June 1st: Supernovae

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365daysDate: June 1, 2009

Title: Supernovae

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Podcaster: Maureen Teyssier

Organization: Columbia Astronomy
http://outreach.astro.columbia.edu

Description: Supernovae are the largest explosions in our Universe today. Not only have they helped us understand the Universe, but they play a crucial role in it.

Bio: Maureen Teyssier is a Ph.D. candidate at Columbia University. Her undergraduate degree is a double in Physics and Astrophysics from U.C. Berkeley. Her research interests include large scale structure, galactic dynamics, and accretion feedback.
Her website is: http://astro.columbia.edu/~maureen

Today’s sponsor: This episode of 365 Days of Astronomy is brought to you by AAVSO.

Transcript:

Hello everyone, and welcome to Columbia Mondays! My name is Maureen Teyssier and I’m a 4th year astronomy graduate student here at Columbia University in New York.

Supernovae are the largest explosions in our Universe today. They play an immense role in the way humans have come to understand the Universe. They give us insight into the physics of the universe, they tell us about it’s overall behavior. They also tell us about physics under extreme conditions, i.e., incredibly high temperatures and densities. They contribute to star birth and evolution, and even to life on Earth as we know it. Not only have they helped us understand the Universe, but they play a crucial role in it. As we understand it now, we could not exist without these massive explosions.

A supernova is the explosion of a star- it is extremely bright, brighter than the cumulative light of billions of stars. When a supernova occurs, a star that we couldn’t even see will become the brightest beacon in a galaxy. Each explosion has a light signature as unique as a fingerprint, but just as fingerprints have commonalities, like having a loop or whorl, you can group the explosions into different ‘flavors’ or ‘types.’ The explosions can be caused by several different mechanisms, and every explosion resultant from one type of mechanism is similar enough that we can group them together.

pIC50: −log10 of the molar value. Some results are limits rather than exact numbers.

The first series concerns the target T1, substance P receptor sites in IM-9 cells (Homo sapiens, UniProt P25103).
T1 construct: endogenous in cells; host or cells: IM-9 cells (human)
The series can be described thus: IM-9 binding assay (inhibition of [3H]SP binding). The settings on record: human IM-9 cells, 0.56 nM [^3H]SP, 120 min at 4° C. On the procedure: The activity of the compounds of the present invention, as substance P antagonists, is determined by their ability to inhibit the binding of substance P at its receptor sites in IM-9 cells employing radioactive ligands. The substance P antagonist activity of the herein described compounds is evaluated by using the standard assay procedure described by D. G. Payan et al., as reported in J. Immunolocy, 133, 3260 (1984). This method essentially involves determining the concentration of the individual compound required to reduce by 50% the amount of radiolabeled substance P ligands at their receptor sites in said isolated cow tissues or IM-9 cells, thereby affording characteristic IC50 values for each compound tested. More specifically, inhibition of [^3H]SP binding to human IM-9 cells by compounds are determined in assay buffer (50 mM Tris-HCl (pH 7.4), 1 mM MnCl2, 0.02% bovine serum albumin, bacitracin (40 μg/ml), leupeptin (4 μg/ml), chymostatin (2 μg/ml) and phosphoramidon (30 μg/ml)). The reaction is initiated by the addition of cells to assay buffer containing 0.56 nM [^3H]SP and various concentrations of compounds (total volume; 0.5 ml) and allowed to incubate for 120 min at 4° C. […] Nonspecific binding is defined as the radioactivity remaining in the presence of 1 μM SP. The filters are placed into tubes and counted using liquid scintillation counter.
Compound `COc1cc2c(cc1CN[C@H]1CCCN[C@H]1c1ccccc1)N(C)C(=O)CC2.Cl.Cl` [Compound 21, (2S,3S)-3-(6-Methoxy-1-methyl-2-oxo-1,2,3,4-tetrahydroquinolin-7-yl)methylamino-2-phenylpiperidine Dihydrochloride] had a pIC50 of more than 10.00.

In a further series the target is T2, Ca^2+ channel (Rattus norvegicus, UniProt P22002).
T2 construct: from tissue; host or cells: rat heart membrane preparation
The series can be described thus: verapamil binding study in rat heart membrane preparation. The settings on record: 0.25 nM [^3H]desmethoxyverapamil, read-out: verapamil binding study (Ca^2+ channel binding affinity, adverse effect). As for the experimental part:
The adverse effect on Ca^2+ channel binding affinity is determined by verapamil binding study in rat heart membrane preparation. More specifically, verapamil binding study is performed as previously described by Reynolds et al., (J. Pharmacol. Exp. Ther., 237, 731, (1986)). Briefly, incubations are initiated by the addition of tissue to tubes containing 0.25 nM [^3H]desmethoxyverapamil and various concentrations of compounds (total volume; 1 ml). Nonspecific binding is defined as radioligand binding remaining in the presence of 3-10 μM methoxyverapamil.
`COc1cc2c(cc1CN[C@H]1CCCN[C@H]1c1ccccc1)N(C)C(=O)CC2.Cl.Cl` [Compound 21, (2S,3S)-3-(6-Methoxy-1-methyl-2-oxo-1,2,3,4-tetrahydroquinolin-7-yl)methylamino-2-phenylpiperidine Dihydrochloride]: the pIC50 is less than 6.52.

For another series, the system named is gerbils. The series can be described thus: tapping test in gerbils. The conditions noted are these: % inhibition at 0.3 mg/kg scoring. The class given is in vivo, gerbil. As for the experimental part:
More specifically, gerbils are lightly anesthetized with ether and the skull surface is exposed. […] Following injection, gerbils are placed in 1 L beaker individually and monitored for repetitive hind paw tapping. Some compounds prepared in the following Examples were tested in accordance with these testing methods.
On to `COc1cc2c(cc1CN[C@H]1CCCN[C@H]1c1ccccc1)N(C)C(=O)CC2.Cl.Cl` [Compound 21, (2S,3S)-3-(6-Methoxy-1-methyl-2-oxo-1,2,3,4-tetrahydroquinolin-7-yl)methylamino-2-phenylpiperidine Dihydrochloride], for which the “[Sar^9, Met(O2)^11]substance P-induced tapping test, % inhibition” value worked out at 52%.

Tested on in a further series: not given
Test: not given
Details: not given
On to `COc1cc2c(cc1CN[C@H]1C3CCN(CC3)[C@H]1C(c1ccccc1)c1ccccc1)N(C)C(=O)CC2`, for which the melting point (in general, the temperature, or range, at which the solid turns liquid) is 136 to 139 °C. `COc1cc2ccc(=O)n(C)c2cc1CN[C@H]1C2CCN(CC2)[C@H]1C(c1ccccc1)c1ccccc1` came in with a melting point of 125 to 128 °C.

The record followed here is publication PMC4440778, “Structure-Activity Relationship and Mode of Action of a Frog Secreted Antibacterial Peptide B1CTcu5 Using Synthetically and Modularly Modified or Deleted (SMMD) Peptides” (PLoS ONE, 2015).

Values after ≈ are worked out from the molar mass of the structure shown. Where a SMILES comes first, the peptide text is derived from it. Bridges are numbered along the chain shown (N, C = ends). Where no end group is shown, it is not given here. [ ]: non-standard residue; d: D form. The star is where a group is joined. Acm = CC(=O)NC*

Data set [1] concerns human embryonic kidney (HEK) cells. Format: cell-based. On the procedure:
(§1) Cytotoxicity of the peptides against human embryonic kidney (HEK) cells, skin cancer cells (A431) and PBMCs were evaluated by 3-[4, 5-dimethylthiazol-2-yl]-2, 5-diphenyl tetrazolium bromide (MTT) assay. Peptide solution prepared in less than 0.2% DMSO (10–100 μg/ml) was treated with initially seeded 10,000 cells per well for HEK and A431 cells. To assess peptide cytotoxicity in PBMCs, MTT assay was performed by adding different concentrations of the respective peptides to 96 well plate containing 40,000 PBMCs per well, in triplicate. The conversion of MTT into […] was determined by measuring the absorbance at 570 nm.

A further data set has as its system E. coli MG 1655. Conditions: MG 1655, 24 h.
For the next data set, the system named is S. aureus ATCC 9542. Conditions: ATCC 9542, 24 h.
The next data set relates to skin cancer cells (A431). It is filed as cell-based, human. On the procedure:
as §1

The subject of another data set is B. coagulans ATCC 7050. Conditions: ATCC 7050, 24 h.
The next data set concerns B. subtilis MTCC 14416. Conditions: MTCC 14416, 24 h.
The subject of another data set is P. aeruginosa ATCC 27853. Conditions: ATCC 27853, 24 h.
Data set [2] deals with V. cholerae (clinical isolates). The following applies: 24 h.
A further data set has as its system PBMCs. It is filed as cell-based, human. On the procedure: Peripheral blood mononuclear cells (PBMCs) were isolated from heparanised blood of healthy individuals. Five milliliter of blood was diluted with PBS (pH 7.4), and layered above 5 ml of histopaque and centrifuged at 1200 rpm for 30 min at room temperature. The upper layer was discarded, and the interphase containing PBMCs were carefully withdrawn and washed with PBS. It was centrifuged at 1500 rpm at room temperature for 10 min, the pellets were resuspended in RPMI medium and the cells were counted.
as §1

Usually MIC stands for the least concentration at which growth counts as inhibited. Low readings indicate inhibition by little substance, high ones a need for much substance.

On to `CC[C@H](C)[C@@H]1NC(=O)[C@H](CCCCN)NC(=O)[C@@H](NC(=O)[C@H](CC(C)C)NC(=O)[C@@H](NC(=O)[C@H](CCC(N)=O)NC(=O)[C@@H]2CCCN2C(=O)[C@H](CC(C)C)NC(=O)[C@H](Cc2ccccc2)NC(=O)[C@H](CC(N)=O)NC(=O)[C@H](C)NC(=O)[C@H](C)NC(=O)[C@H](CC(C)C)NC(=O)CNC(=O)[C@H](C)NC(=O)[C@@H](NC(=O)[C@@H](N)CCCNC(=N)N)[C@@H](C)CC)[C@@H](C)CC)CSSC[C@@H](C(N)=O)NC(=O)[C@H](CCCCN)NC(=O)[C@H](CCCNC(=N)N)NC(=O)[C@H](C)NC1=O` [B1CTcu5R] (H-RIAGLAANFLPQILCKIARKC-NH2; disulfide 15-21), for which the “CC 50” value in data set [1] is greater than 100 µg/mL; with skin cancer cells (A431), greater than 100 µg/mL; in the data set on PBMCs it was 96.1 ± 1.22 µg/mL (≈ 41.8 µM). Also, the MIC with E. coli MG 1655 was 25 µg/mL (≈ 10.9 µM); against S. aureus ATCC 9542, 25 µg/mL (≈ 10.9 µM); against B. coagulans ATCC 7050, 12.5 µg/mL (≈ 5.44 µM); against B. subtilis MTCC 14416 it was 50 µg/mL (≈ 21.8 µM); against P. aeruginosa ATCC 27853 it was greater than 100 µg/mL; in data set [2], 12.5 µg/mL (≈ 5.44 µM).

One of the main types of supernova explosion comes from the collapse of an evolving star. As it ages, the star becomes unable to support it’s own weight -it can no longer generate enough energy in it’s core to support itself, so it implodes. This then causes a massive explosion.

The other main type of supernova explosion comes from a white dwarf star and a red giant star closely orbiting each other. The red giant is a huge, ‘fluffy’ star that is sloughing off it’s outer layers. These layers then fall onto the surface of the white dwarf which is already supporting as much as it can. The white dwarf then explodes due to the additional weight.

A supernova of this type is an unusual situation, but there are enough stars in the universe that we have detected hundreds of them. In fact, because these supernovae are so bright and unique, we can use them as ‘standard candles,’ meaning that the only difference in their brightness is due to their distance from us. Just as if we’d opened a box of 100 Watt light bulbs and placed them different distances away. In the 20th century we used these supernovae to determine distances out to further than we ever could have before. Supernovae usually exist within a galaxy- we could now obtain distances to the furthest galaxies we could see. Once we knew how far away objects in the sky were, we could figure out their size, and begin to understand their physics.

It was using the distance measurements to distant supernovae that we first learned that space itself was expanding. This discovery essentially created the field of cosmology, a word used by astronomers to describe the study of the behavior of the universe on a grand scale. We learned that the universe was not only expanding, but expanding at an increasing rate!!

Now let’s talk about how supernovae are involved with the universe on it’s smallest scales.

Supernovae are an excellent place to test atomic and subatomic physics. We cannot hope to create the same extreme densities and temperatures that exist in a star before, or as, it goes supernova. Even scientists sometimes forget that you cannot strap a star down to a test bench and take measurements.

Before we began to build large particle colliders these supernovae were one of the best ways to study particle physics. Let me tell you an instance of this: